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Russia cut off access to Facebook — making Meta's work in Russia illegal


A Russian court has banned Meta, the parent company of Facebook and Instagram, over alleged extremist activities. The decision makes Meta's work in Russia illegal and comes amid a wider crackdown on media, as NPR's Charles Maynes reports.

CHARLES MAYNES, BYLINE: The decision amounts to an immediate ban on Meta's services, or at least most of them.


OLGA SOLOPOVA: (Non-English language spoken).

MAYNES: In reading out the decision, Judge Olga Solopova said the Meta-owned messaging platform WhatsApp would be spared, while Facebook and Instagram were now banned across the Russian Federation for extremist activities. The court agreed with the prosecutor's main argument, that Meta condoned violence against Russia's armed forces currently in Ukraine. Russia had already banned Facebook for restricting access to Kremlin-backed media amid the conflict, which the Kremlin insists be called a special military operation under penalty of law. Instagram was also blocked last week after media reports surfaced that Meta had made an exception to allow some posts urging violence against Russian troops and President Vladimir Putin. Meta later clarified the ruling only applied to posts from inside Ukraine and said the company wasn't advocating violence against Russians in general, but not before the damage was done.

PAVEL CHIKOV: (Non-English language spoken).

MAYNES: Pavel Chikov, a leading human rights lawyer, says Monday's decision reflects the government's rush to punish Meta for what it saw as anti-Russian activities. Even as authorities say they have no intent to punish individual Russian users, Chikov says it's far from clear what happens to Russian Meta stockholders or businesses or groups who've advertised on the platforms. Chikov says similar rulings against banned groups like jailed opposition leader Alexei Navalny's Anti-Corruption Foundation suggest a tough legal road for Meta and its community in the months ahead.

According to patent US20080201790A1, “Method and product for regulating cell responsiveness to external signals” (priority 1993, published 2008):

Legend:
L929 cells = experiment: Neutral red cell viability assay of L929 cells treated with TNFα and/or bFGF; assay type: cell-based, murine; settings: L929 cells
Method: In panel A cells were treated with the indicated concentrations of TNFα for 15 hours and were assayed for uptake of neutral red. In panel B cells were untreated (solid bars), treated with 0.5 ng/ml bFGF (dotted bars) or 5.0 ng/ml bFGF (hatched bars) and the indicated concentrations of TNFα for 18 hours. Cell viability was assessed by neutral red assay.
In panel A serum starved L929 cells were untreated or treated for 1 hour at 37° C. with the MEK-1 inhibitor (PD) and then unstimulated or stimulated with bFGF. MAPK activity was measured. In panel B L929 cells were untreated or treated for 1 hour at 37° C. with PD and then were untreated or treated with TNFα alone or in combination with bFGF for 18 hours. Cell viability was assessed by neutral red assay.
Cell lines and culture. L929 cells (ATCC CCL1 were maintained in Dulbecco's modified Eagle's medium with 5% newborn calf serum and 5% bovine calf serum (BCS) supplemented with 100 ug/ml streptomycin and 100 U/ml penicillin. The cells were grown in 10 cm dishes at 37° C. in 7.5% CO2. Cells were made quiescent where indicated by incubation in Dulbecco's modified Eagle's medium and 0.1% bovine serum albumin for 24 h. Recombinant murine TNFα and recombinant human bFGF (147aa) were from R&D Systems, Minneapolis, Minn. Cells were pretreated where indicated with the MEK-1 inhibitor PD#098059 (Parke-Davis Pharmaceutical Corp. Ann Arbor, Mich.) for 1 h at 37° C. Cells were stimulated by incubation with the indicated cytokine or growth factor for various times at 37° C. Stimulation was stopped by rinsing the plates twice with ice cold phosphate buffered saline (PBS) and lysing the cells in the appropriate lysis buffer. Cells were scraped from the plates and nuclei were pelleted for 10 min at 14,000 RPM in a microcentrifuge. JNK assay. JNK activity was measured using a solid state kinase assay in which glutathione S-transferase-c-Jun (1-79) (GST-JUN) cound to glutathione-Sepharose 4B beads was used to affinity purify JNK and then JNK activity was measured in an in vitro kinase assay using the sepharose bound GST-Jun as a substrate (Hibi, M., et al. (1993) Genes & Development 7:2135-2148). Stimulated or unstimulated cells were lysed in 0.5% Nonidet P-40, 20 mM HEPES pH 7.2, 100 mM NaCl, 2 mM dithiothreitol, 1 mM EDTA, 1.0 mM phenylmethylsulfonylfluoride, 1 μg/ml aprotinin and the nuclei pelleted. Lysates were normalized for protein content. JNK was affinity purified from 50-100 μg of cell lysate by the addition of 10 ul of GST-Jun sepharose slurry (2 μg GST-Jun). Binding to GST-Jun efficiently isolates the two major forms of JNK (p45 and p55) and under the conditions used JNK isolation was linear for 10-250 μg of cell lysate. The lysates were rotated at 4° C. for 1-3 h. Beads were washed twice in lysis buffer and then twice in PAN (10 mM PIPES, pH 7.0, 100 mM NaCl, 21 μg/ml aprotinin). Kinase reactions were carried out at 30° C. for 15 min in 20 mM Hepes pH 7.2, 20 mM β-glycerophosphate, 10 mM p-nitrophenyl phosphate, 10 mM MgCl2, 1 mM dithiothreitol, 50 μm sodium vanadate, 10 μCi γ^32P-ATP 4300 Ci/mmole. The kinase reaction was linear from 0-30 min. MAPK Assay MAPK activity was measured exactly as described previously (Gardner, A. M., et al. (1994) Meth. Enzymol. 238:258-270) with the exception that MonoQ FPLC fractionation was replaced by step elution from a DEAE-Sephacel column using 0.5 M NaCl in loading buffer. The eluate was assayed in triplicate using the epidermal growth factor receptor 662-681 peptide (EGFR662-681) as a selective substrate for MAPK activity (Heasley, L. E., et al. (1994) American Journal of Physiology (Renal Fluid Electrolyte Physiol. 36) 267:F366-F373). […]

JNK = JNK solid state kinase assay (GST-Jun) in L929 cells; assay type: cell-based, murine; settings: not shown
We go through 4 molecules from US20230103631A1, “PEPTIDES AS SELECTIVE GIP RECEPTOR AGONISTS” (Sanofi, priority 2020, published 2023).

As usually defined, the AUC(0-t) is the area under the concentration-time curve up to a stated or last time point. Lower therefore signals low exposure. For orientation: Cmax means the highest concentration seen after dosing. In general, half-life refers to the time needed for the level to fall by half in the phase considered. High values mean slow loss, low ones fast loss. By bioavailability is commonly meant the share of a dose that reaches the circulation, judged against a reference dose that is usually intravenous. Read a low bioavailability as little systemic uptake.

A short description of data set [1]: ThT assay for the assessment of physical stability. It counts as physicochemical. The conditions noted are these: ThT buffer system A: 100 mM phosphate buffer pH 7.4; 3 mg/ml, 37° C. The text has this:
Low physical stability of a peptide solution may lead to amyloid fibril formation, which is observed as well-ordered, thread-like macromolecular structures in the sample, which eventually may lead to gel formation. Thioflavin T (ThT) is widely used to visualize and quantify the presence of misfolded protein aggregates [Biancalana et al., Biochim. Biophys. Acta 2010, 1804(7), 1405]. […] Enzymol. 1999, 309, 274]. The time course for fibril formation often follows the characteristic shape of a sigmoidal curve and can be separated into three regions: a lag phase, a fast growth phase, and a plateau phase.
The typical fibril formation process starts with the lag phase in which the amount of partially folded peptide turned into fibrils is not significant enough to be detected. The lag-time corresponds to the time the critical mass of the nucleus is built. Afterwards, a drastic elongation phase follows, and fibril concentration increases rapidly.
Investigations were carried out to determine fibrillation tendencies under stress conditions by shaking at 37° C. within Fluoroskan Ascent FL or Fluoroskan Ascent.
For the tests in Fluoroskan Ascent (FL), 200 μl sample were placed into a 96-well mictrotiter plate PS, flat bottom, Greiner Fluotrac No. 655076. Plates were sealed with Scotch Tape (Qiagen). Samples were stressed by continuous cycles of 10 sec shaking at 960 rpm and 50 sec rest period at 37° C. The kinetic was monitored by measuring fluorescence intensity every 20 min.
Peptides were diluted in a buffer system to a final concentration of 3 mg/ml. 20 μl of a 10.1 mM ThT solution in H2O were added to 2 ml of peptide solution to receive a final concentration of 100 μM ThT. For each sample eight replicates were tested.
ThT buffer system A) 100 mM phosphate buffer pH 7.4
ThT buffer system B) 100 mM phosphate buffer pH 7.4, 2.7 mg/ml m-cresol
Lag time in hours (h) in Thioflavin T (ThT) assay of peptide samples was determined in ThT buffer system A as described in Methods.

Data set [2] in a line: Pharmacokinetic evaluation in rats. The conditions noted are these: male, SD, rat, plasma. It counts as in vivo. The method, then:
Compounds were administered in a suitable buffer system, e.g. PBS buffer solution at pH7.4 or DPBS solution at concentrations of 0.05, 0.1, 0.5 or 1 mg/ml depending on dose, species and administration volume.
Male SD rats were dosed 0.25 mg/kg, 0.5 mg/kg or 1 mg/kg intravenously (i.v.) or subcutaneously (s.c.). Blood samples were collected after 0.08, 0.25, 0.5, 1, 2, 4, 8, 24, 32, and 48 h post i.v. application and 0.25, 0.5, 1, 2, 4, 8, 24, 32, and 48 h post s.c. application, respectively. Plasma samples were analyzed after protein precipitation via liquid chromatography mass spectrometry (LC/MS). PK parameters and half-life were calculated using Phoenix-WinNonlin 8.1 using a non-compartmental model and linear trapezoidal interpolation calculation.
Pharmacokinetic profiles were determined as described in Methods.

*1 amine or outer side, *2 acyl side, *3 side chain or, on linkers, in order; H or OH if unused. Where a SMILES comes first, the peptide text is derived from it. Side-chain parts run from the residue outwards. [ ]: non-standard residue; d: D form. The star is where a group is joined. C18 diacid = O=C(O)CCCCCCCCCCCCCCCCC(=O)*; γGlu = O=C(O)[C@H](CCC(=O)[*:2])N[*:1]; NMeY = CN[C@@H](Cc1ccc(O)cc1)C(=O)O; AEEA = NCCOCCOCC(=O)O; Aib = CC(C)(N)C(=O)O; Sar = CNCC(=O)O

CHIKOV: (Non-English language spoken).

MAYNES: These types of criminal cases are already happening, says Chikov. One only need change the name of the organization to imagine it's a professional blogger on Instagram being charged. The court's verdict comes amid a wider effort by Russian authorities to control messaging and information about events in Ukraine. Dozens of media websites and Twitter have been blocked, prompting a wave of Russians purchasing virtual private networks, or VPNs, to get around the bans. With Monday's ruling, fans of Facebook and Instagram will have to use such services if they hope to not only elude government censors but increasingly the law.

Charles Maynes, NPR News, Moscow.

(SOUNDBITE OF MOGWAI'S "HUNGRY FACE") Transcript provided by NPR, Copyright NPR.

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